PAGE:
By Master Sgt. Marvin Preston, ANGRC Public Affairs
/ Published September 08, 2015
JOINT BASE ANDREWS, Md -- The Air National Guard Community Action Information Board, in partnership with the safety, personnel and manpower, chaplains, and Surgeon General Directorates, have updated the portfolio of applications available on the ReadyAirman.org site and mobile app.
Initially debuted at the ANG Executive Safety Summit earlier this year, ReadyAirman.org is already receiving positive reviews from users and has topped 25,000 likes on social media.
"Starting in 2005 with SeeAndAvoid.org, joint midair collision avoidance, ANG safety garnered more than a decade of experience innovating, developing, and fielding useful web and mobile platforms for Airmen, families and communities--many of them going on to recognition as Air Force or even joint service best practices." said Col. Edward L. Vaughan, director of safety and executive director of the ANG CAIB.
Ready Airman brings three successful legacy programs under one umbrella to serve as the ANG content hub for readiness, risk and resilience information, as well as the home of the ANG's suicide prevention outreach and wingman day planning efforts. The ANG pioneered online delivery of resilience content for airmen and families in 2007 with the AF-best practice Wingman Project.
"When it comes to resilience, risk, and readiness, we already had three well-performing brands in the public space with interconnected missions: Wingmanproject.org, Ready54.org and Wingmanday.org," said Lt Col Roberto Balzano, ANG Risk Management program manager. "We worked closely with our stakeholders and customers to bring those programs into one-stop shopping for our Airmen and families...preserving those functions that proved useful and adding new functionality that results in better human-to-human interaction."
Vaughan continues, "The ultimate goal is resilient Airmen ready to execute our missions in a downrange war fight, a home front domestic response, or build security cooperation through partnerships around the globe --to do that we need to engage families too. Unlike the active component, ANG families are typically not centralized around large bases, but geographically distributed throughout civilian communities in 54 states and territories. Ready Airman is designed to engage these 105,400 citizen-airmen and their families, wherever they may be."
The new Ready Airman portfolio puts users in touch with specific care providers or resources in their area, who are familiar with issues airmen and families face.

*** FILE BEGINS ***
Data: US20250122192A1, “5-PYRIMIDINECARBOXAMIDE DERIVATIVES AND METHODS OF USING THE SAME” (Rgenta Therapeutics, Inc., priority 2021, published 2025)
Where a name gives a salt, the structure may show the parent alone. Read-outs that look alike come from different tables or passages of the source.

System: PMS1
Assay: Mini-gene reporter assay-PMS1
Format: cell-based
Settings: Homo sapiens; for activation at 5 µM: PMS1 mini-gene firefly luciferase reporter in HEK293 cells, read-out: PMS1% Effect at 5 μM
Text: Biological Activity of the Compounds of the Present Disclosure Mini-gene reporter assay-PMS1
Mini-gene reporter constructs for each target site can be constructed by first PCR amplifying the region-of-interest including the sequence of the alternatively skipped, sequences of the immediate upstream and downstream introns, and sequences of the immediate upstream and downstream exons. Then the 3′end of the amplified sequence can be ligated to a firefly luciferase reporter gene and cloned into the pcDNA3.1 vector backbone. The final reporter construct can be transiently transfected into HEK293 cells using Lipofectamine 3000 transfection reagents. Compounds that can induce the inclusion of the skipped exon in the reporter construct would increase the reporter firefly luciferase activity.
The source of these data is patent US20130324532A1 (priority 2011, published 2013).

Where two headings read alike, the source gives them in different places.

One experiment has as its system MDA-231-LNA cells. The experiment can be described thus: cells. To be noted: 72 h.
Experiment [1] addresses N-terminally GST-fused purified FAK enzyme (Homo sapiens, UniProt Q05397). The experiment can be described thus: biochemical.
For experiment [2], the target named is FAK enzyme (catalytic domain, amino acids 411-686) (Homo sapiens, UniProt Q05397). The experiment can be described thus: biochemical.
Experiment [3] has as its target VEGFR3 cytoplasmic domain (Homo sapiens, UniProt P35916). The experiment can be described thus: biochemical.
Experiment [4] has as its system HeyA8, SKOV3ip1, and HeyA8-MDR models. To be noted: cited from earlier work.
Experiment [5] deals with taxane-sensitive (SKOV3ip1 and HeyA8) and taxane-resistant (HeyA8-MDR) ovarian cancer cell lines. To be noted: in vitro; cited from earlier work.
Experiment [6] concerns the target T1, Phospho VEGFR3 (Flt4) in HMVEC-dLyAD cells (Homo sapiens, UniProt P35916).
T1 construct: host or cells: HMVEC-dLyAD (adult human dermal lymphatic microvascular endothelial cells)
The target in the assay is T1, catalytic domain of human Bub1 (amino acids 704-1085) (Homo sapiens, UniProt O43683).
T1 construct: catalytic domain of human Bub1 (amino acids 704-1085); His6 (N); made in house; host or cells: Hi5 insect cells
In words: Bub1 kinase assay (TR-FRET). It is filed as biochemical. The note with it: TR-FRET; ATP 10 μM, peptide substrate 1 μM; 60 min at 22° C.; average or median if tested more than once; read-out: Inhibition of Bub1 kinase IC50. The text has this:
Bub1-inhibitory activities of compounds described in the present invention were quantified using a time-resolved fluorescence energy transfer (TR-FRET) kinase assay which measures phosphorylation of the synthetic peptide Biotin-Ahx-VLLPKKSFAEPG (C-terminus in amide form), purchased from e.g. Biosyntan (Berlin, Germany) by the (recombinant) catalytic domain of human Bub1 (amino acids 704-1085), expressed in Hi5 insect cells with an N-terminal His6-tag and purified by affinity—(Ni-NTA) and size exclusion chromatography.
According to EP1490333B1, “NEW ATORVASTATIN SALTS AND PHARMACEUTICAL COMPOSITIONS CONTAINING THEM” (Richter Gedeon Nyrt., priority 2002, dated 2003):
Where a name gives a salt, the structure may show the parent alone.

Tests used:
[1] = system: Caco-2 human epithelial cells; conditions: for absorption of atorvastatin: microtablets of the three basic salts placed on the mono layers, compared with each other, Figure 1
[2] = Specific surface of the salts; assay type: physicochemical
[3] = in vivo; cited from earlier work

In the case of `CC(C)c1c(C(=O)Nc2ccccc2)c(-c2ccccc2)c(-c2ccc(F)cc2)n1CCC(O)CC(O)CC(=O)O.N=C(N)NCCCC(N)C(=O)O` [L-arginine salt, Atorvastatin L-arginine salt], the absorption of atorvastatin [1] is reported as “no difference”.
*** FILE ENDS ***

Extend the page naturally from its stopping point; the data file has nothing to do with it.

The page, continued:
"Ready Airman gives Airmen and families the ability to locate their nearest care provider," said Dave Schoenberg, ANG Suicide Prevention Program manager. "Whether it's a chaplain, Director of Psychological Health, Master Resilience Trainer, Airman and Family Readiness Program Manager, so on and so forth. Airmen and families can locate the person nearest to them, or in their geographical region, with a tap on their mobile app."
The site also contains information for Department of Defense and Air Force resources to access assistance no matter where Guard Airmen and families happen to be.
Ready Airman's mobile app, available for most smart phone platforms, has additional features to summon help quickly, should an Airman or family member find him or herself in an emergency situation.
"It's called the Fearless Five," said Vaughan. "Fearless Five allows any Airman or family member to program in the five people closest to them, who are interested in helping them in a crisis situation. In an emergency, one push of a button on that mobile app sends an urgent message, similar to an Amber Alert, to all of those five people at the same time, and not only are they notified that you're in trouble, they then can push a button and using your GPS location, get directions to navigate to where you are and render aid."
The site also hosts more than 3,000 independent pieces of content, including short-format mobile videos produced for Airmen on a large number of topics which are two to three minutes and designed for leaders to easily put into a briefing, commander's call or Wingman Day program. Units hosting a Wingman Day can also take advantage of the multiple pre-built agendas, or use the site to customize their own program, Vaughan said.
Vaughan also highlighted the site's use of crowdsourcing to help Airmen and family members find the existing resources that best work for them.
"There's an awful lot of websites out there and one of the biggest problems is how can anyone sort through them all and know which ones to use," he said. "We went out and found 400 websites that allege to help Airmen and Soldiers. Most of them do, but nobody can make any sense of all 400 at once. Starting this summer, everybody who uses ReadyAirman.org will have the ability to rate, qualitatively, what they've gotten out of each site. [Users] will be able to go through and rate each one on a 5-Star system. You can also add your comments. For example, 'I rated this a three because of X, Y and Z,' and you can go forward from there."
ANG Airmen and their families are often geographically separated from their bases and have very few of those bases with housing. Ready Airman's content is derived directly from feedback from them.
"We now have the ability to reach them with messages from ANG leadership and the CAIB," said Vaughan. "In those messages we talk about taking care of each other, the wingman concept, Ask Care Escort (suicide prevention), and we can make those resources available when they need it."